MECHANICAL TERMS AND
CHARACTERISTICS OF TELESCOPES
To a large extent, a telescope is only as good as its
tripod and mounting. A telescope magnifies everything, including vibration.
That's why many telescopes with decent optics are rendered useless when supplied
on a cheaply made mount. The mount's adjustments should be smooth, yet precise,
as you'll be using them to track the slow and steady apparent movement of the
stars. Smooth and precise movements (and a motor drive) are an absolute
requirement for astrophotography.
A telescope mount has two functions- (1) provide a system
for smooth controlled movement to point and guide the instrument, and (2)
support the telescope firmly so that you can view and photograph objects without
having the image disturbed by movement.
There are two major types of mounts for astronomical
(1) Altazimuth -- the simplest type of mount with two motions, altitude (up and
down/vertical) and azimuth (side-to-side/horizontal). Good altazimuth mounts
will have slow-motion knobs to make precise adjustments, which aid in keeping
tracking motion smooth. These type mounts are good for terrestrial observing and
for scanning the sky at lower power but are not for deep sky photography.
Certain altazimuth mounts are now computer driven and allow a telescope to track
the sky accurately enough for visual use but not for long exposure
(2) Equatorial -- superior to non-computerized altazimuth mounts for astronomical
observing over long periods of time and absolutely necessary for
astrophotography. As the earth rotates around its axis, the stationary stars
appear to move across the sky. If you are observing them using an altazimuth
mount, they will quickly float out of view in both axes. A telescope on an
equatorial mount can be aimed at a celestial object and easily guided either by
manual slow-motion controls or by an electric clock drive to follow the object
easily across the sky and keep it in the view of the telescope. The equatorial
mount is rotated on one axis (polar/right ascension) adjusted to your latitude
and that axis is aligned to make it parallel to the Earth's axis, so that if
that axis is turned at the same rate of speed as the Earth, but in the opposite
direction, objects will appear to sit still when viewed through the
There are two basic types of equatorial
(a) German Mount -- both Newtonian and refractor telescopes normally use this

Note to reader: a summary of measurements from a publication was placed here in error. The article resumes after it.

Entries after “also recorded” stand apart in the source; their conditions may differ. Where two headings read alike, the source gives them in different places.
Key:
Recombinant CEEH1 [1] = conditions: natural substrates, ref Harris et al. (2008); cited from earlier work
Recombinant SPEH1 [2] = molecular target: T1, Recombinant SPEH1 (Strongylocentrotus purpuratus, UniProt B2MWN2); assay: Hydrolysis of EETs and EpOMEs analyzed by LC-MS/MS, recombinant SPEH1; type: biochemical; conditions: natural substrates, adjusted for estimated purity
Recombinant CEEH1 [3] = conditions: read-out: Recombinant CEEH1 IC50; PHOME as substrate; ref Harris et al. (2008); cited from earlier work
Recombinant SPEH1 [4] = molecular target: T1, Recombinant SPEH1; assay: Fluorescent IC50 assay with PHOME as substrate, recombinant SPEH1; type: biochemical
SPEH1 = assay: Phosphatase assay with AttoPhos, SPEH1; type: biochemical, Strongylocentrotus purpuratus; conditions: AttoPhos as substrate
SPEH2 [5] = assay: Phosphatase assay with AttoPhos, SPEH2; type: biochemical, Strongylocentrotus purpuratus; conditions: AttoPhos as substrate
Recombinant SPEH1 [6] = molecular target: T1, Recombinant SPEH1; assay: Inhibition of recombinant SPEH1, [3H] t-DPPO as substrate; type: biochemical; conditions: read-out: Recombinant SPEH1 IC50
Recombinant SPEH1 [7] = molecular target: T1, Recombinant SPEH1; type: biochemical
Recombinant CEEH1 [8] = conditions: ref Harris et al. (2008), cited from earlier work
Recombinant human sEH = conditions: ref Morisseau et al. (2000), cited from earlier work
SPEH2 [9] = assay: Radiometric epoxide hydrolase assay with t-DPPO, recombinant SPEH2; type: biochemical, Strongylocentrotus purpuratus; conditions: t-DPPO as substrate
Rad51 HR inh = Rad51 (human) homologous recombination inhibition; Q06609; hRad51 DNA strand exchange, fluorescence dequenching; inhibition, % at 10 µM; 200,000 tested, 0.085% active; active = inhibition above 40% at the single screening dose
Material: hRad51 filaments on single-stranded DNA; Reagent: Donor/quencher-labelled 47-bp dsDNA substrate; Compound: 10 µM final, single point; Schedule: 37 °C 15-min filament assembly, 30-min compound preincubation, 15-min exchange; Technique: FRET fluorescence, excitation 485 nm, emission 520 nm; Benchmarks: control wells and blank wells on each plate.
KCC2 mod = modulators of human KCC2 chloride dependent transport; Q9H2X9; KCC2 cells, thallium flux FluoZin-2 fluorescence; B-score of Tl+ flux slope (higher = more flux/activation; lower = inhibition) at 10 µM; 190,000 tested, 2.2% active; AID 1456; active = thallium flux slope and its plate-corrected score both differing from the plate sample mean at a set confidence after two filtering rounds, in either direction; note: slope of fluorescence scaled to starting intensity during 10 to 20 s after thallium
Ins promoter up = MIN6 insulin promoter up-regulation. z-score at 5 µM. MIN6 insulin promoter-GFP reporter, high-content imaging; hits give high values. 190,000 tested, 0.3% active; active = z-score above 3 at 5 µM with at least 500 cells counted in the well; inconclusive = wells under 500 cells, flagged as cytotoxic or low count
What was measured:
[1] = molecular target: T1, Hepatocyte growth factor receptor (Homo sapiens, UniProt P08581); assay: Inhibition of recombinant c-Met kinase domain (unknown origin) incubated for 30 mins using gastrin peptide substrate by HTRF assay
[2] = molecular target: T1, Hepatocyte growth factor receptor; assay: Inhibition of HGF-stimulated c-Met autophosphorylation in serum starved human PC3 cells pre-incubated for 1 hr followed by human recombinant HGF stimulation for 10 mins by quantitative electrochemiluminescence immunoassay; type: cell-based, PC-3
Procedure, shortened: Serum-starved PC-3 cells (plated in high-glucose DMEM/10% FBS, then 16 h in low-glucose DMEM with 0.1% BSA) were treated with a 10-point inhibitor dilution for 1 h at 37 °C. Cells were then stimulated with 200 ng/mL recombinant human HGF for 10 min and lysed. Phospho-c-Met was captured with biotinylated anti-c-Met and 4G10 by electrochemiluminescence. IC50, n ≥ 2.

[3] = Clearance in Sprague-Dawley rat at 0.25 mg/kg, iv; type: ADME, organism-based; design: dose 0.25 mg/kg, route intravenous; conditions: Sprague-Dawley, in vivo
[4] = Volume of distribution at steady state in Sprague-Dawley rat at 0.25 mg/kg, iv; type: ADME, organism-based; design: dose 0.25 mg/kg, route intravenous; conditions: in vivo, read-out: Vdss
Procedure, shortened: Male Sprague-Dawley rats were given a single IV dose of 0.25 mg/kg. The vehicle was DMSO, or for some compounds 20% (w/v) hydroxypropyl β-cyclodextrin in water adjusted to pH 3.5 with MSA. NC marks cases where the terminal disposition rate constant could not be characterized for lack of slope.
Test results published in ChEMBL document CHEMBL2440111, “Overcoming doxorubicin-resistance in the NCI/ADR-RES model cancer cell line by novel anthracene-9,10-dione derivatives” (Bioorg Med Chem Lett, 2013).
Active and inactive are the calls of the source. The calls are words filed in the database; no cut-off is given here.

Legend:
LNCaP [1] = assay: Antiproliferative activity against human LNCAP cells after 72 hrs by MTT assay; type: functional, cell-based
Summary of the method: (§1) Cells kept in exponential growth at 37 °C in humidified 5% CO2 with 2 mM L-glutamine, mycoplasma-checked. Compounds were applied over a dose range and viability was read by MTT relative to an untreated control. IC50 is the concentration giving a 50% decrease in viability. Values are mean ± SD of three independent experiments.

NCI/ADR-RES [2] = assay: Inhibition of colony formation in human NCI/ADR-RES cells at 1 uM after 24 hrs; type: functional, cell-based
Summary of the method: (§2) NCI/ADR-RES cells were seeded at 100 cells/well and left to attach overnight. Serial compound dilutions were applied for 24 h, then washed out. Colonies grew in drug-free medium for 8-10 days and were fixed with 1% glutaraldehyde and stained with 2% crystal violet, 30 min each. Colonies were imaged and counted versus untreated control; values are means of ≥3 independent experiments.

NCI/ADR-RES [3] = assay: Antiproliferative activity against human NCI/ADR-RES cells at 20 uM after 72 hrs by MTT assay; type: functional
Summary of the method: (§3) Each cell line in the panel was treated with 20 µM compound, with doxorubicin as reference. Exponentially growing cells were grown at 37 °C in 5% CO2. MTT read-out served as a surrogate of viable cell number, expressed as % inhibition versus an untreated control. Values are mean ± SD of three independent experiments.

type mount. A large counterweight extending on the opposite side of the optical
tube is its distinguishing feature. The counterweight is needed to balance the
weight of the optical tube.
Mount -- most catadioptric
and other shorter optical tubes use this style mount which is generally more
convenient to use than the German mount, especially for astrophotography. A more
recent state-of-the-art computer controlled telescope allows fully automatic
operation making it extremely fun and easy to locate objects while saving the
observer considerable time and effort.
Unless the telescope is a tabletop model, it should
be set on a tripod or pier-type platform. These must be rigid and minimize
vibration. They should be portable and lightweight as well as easy to handle and
set up. Appearance can be deceiving, as bulk and weight are not as important as
a well engineered tripod or pier.
A wedge is usually used with a fork mount to tilt
your telescope up to the celestial pole, at an angle equal to your latitude so
that a clock drive may function properly and the setting circles give accurate
readings. The wedge is mounted between the bottom of the fork mount and the
An electrical system of motors and gears utilized
with an equatorial mount. It compensates for the Earth's rotation during
astronomical usage keeping celestial objects centered in the field of
A clock drive is essential to do astrophotography.
The electrical system can be AC or DC depending on the type of system used. The
gearing system is usually a spur gear or a worm gear type, both of which can be
good if manufactured properly.
Dials for right ascension and declination that allow
you to locate celestial objects easily from their coordinates as listed in star
charts. For setting circles to work effectively, the telescope must be
equatorially mounted and polar aligned.
Digital setting circles allow you to computerize your
telescope. They have thousands of objects in their databases and allow you to
see numerous objects in an evening.
A small auxiliary telescope with crosshairs attached
to the main telescope. It is of low power with a wide field of view and assists
you in pointing to find objects to observe through the main telescope. Most
finderscopes give an upside down and left/right reversed image.
With some telescope designs the viewing position of
your eye is in an awkward position when observing overhead. A star diagonal (a
prism or mirror set at a 90 degree angle to the telescope tube) is designed to
make viewing of the sky more convenient and comfortable and swivels right and
left as required. Newtonian-type telescopes do not need a star diagonal since
the eyepiece is normally in a comfortable viewing position already.
An eyepiece is simply a precision magnifier. The
eyepiece used with a telescope magnifies the image that is formed by the main
optical system. There are many different kinds of eyepiece designs for various
applications. The design and quality of the eyepiece can drastically affect the
overall performance of the telescope system. Common barrel diameters are .96",
1¼" and 2".
Barlow Lenses, Eyepiece Filters, Motor Drives,
T-Adapters, Dec. Motors, Guiders, LPR Filters, Tele-Extenders, Solar Filters are
the names of a few accessories in an enormous offering of accessories for
telescopes. As your interests expand, accessories are available to help you
achieve maximum satisfaction.